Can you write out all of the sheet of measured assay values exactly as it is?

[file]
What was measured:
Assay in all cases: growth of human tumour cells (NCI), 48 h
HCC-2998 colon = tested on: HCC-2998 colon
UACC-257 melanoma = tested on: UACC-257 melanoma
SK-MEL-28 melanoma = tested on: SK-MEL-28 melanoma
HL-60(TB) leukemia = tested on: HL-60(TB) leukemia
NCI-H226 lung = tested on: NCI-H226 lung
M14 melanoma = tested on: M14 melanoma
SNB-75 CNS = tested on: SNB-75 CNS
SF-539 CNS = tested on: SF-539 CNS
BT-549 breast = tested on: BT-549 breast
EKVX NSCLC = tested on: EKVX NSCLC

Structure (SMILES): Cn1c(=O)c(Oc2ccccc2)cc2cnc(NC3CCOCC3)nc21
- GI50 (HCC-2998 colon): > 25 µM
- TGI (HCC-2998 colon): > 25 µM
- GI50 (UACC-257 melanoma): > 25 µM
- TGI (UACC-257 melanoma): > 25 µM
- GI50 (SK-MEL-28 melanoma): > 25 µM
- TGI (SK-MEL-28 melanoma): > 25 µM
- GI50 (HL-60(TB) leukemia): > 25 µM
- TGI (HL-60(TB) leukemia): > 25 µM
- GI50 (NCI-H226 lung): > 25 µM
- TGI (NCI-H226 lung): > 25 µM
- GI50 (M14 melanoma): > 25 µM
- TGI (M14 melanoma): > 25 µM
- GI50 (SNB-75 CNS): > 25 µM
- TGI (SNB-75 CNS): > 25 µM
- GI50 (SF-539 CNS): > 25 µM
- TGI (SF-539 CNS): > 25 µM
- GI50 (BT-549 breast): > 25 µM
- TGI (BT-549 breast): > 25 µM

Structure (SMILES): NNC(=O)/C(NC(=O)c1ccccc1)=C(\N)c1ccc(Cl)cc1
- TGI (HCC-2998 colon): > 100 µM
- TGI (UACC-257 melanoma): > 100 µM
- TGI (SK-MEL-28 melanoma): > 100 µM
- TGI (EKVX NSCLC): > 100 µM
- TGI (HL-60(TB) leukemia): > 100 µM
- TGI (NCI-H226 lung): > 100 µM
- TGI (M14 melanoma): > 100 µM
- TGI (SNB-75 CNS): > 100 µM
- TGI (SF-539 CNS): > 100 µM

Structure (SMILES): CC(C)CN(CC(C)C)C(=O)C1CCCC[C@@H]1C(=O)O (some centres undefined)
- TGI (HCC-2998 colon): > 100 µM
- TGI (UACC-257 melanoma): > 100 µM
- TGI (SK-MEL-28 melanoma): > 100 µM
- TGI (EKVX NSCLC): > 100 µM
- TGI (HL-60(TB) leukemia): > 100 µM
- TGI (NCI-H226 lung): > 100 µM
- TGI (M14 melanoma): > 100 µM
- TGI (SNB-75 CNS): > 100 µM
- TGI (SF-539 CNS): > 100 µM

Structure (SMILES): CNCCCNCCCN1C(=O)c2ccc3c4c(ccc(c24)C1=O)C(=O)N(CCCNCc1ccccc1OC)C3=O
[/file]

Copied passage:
What was measured:
Assay in all cases: growth of human tumour cells (NCI), 48 h
HCC-2998 colon = tested on: HCC-2998 colon
UACC-257 melanoma = tested on: UACC-257 melanoma
SK-MEL-28 melanoma = tested on: SK-MEL-28 melanoma
HL-60(TB) leukemia = tested on: HL-60(TB) leukemia
NCI-H226 lung = tested on: NCI-H226 lung
M14 melanoma = tested on: M14 melanoma
SNB-75 CNS = tested on: SNB-75 CNS
SF-539 CNS = tested on: SF-539 CNS
BT-549 breast = tested on: BT-549 breast
EKVX NSCLC = tested on: EKVX NSCLC

Structure (SMILES): Cn1c(=O)c(Oc2ccccc2)cc2cnc(NC3CCOCC3)nc21
- GI50 (HCC-2998 colon): > 25 µM
- TGI (HCC-2998 colon): > 25 µM
- GI50 (UACC-257 melanoma): > 25 µM
- TGI (UACC-257 melanoma): > 25 µM
- GI50 (SK-MEL-28 melanoma): > 25 µM
- TGI (SK-MEL-28 melanoma): > 25 µM
- GI50 (HL-60(TB) leukemia): > 25 µM
- TGI (HL-60(TB) leukemia): > 25 µM
- GI50 (NCI-H226 lung): > 25 µM
- TGI (NCI-H226 lung): > 25 µM
- GI50 (M14 melanoma): > 25 µM
- TGI (M14 melanoma): > 25 µM
- GI50 (SNB-75 CNS): > 25 µM
- TGI (SNB-75 CNS): > 25 µM
- GI50 (SF-539 CNS): > 25 µM
- TGI (SF-539 CNS): > 25 µM
- GI50 (BT-549 breast): > 25 µM
- TGI (BT-549 breast): > 25 µM

Structure (SMILES): NNC(=O)/C(NC(=O)c1ccccc1)=C(\N)c1ccc(Cl)cc1
- TGI (HCC-2998 colon): > 100 µM
- TGI (UACC-257 melanoma): > 100 µM
- TGI (SK-MEL-28 melanoma): > 100 µM
- TGI (EKVX NSCLC): > 100 µM
- TGI (HL-60(TB) leukemia): > 100 µM
- TGI (NCI-H226 lung): > 100 µM
- TGI (M14 melanoma): > 100 µM
- TGI (SNB-75 CNS): > 100 µM
- TGI (SF-539 CNS): > 100 µM

Structure (SMILES): CC(C)CN(CC(C)C)C(=O)C1CCCC[C@@H]1C(=O)O (some centres undefined)
- TGI (HCC-2998 colon): > 100 µM
- TGI (UACC-257 melanoma): > 100 µM
- TGI (SK-MEL-28 melanoma): > 100 µM
- TGI (EKVX NSCLC): > 100 µM
- TGI (HL-60(TB) leukemia): > 100 µM
- TGI (NCI-H226 lung): > 100 µM
- TGI (M14 melanoma): > 100 µM
- TGI (SNB-75 CNS): > 100 µM
- TGI (SF-539 CNS): > 100 µM

Structure (SMILES): CNCCCNCCCN1C(=O)c2ccc3c4c(ccc(c24)C1=O)C(=O)N(CCCNCc1ccccc1OC)C3=O